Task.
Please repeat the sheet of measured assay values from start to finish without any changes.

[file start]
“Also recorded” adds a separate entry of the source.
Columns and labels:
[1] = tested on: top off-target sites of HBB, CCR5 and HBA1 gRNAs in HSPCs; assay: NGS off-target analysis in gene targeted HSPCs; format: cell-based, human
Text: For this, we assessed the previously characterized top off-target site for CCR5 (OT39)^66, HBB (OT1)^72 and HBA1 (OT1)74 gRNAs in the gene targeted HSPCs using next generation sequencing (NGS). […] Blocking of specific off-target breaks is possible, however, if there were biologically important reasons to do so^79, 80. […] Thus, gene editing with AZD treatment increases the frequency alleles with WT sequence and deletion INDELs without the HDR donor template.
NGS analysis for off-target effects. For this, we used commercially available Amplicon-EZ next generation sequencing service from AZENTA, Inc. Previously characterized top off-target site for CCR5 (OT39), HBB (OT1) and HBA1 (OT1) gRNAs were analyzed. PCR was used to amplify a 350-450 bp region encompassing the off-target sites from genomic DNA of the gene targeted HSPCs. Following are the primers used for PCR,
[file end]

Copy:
“Also recorded” adds a separate entry of the source.
Columns and labels:
[1] = tested on: top off-target sites of HBB, CCR5 and HBA1 gRNAs in HSPCs; assay: NGS off-target analysis in gene targeted HSPCs; format: cell-based, human
Text: For this, we assessed the previously characterized top off-target site for CCR5 (OT39)^66, HBB (OT1)^72 and HBA1 (OT1)74 gRNAs in the gene targeted HSPCs using next generation sequencing (NGS). […] Blocking of specific off-target breaks is possible, however, if there were biologically important reasons to do so^79, 80. […] Thus, gene editing with AZD treatment increases the frequency alleles with WT sequence and deletion INDELs without the HDR donor template.
NGS analysis for off-target effects. For this, we used commercially available Amplicon-EZ next generation sequencing service from AZENTA, Inc. Previously characterized top off-target site for CCR5 (OT39), HBB (OT1) and HBA1 (OT1) gRNAs were analyzed. PCR was used to amplify a 350-450 bp region encompassing the off-target sites from genomic DNA of the gene targeted HSPCs. Following are the primers used for PCR,